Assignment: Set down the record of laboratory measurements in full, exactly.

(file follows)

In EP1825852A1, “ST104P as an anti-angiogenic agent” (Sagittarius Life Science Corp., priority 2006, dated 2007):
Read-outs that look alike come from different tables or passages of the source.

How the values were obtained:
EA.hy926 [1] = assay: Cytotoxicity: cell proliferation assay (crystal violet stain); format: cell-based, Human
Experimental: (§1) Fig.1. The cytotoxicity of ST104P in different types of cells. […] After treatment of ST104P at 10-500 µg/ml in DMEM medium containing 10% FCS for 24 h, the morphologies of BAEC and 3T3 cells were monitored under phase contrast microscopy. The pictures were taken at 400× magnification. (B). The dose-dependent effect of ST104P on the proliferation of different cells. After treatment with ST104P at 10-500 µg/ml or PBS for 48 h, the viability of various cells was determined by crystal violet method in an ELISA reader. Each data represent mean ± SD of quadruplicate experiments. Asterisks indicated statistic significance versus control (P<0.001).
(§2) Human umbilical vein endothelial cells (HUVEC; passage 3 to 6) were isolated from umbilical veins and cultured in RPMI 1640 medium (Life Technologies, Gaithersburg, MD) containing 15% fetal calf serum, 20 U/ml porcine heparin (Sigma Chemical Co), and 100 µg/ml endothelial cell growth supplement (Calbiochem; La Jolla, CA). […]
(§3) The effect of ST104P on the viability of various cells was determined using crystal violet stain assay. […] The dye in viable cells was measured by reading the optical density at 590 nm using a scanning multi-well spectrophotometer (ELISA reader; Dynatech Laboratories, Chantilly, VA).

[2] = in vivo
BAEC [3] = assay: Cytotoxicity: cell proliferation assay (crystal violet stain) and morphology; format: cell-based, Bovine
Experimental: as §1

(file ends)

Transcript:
In EP1825852A1, “ST104P as an anti-angiogenic agent” (Sagittarius Life Science Corp., priority 2006, dated 2007):
Read-outs that look alike come from different tables or passages of the source.

How the values were obtained:
EA.hy926 [1] = assay: Cytotoxicity: cell proliferation assay (crystal violet stain); format: cell-based, Human
Experimental: (§1) Fig.1. The cytotoxicity of ST104P in different types of cells. […] After treatment of ST104P at 10-500 µg/ml in DMEM medium containing 10% FCS for 24 h, the morphologies of BAEC and 3T3 cells were monitored under phase contrast microscopy. The pictures were taken at 400× magnification. (B). The dose-dependent effect of ST104P on the proliferation of different cells. After treatment with ST104P at 10-500 µg/ml or PBS for 48 h, the viability of various cells was determined by crystal violet method in an ELISA reader. Each data represent mean ± SD of quadruplicate experiments. Asterisks indicated statistic significance versus control (P<0.001).
(§2) Human umbilical vein endothelial cells (HUVEC; passage 3 to 6) were isolated from umbilical veins and cultured in RPMI 1640 medium (Life Technologies, Gaithersburg, MD) containing 15% fetal calf serum, 20 U/ml porcine heparin (Sigma Chemical Co), and 100 µg/ml endothelial cell growth supplement (Calbiochem; La Jolla, CA). […]
(§3) The effect of ST104P on the viability of various cells was determined using crystal violet stain assay. […] The dye in viable cells was measured by reading the optical density at 590 nm using a scanning multi-well spectrophotometer (ELISA reader; Dynatech Laboratories, Chantilly, VA).

[2] = in vivo
BAEC [3] = assay: Cytotoxicity: cell proliferation assay (crystal violet stain) and morphology; format: cell-based, Bovine
Experimental: as §1